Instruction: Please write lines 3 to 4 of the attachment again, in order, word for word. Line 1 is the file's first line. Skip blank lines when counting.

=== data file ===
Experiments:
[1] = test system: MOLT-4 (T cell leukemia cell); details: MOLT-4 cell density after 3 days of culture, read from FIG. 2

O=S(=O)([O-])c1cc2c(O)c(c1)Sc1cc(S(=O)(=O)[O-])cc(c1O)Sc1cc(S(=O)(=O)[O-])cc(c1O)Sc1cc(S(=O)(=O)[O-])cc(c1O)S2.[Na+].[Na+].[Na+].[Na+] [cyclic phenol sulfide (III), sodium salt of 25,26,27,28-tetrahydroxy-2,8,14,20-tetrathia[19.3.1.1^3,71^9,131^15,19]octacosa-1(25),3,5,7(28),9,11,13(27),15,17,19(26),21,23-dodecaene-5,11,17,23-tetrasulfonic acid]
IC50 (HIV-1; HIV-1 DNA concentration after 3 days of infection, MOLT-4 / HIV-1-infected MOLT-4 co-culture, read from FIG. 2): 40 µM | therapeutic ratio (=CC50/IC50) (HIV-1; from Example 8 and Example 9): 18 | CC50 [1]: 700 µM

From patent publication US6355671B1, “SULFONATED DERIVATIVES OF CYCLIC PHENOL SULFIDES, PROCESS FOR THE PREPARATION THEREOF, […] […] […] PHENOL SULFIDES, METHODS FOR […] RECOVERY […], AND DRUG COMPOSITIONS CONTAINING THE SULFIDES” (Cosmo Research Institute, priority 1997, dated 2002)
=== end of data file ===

O=S(=O)([O-])c1cc2c(O)c(c1)Sc1cc(S(=O)(=O)[O-])cc(c1O)Sc1cc(S(=O)(=O)[O-])cc(c1O)Sc1cc(S(=O)(=O)[O-])cc(c1O)S2.[Na+].[Na+].[Na+].[Na+] [cyclic phenol sulfide (III), sodium salt of 25,26,27,28-tetrahydroxy-2,8,14,20-tetrathia[19.3.1.1^3,71^9,131^15,19]octacosa-1(25),3,5,7(28),9,11,13(27),15,17,19(26),21,23-dodecaene-5,11,17,23-tetrasulfonic acid]
IC50 (HIV-1; HIV-1 DNA concentration after 3 days of infection, MOLT-4 / HIV-1-infected MOLT-4 co-culture, read from FIG. 2): 40 µM | therapeutic ratio (=CC50/IC50) (HIV-1; from Example 8 and Example 9): 18 | CC50 [1]: 700 µM